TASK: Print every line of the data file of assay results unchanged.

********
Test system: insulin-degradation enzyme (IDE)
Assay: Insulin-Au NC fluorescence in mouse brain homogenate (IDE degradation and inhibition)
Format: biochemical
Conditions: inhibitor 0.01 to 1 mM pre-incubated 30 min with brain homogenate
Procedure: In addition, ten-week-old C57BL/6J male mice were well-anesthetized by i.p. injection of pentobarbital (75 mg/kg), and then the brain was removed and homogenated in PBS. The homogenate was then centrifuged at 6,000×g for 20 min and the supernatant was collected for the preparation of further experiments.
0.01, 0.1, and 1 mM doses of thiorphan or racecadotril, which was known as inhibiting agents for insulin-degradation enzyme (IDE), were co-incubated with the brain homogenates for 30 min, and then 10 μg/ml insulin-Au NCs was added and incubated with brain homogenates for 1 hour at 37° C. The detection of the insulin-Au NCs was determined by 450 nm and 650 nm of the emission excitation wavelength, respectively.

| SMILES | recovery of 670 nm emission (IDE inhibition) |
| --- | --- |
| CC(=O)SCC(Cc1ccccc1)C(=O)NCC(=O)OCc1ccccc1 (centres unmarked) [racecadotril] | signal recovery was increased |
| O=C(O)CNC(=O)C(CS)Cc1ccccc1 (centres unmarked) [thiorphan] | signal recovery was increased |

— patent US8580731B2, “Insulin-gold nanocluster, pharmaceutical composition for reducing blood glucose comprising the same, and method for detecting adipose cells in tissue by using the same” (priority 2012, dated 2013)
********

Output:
Test system: insulin-degradation enzyme (IDE)
Assay: Insulin-Au NC fluorescence in mouse brain homogenate (IDE degradation and inhibition)
Format: biochemical
Conditions: inhibitor 0.01 to 1 mM pre-incubated 30 min with brain homogenate
Procedure: In addition, ten-week-old C57BL/6J male mice were well-anesthetized by i.p. injection of pentobarbital (75 mg/kg), and then the brain was removed and homogenated in PBS. The homogenate was then centrifuged at 6,000×g for 20 min and the supernatant was collected for the preparation of further experiments.
0.01, 0.1, and 1 mM doses of thiorphan or racecadotril, which was known as inhibiting agents for insulin-degradation enzyme (IDE), were co-incubated with the brain homogenates for 30 min, and then 10 μg/ml insulin-Au NCs was added and incubated with brain homogenates for 1 hour at 37° C. The detection of the insulin-Au NCs was determined by 450 nm and 650 nm of the emission excitation wavelength, respectively.

| SMILES | recovery of 670 nm emission (IDE inhibition) |
| --- | --- |
| CC(=O)SCC(Cc1ccccc1)C(=O)NCC(=O)OCc1ccccc1 (centres unmarked) [racecadotril] | signal recovery was increased |
| O=C(O)CNC(=O)C(CS)Cc1ccccc1 (centres unmarked) [thiorphan] | signal recovery was increased |

— patent US8580731B2, “Insulin-gold nanocluster, pharmaceutical composition for reducing blood glucose comprising the same, and method for detecting adipose cells in tissue by using the same” (priority 2012, dated 2013)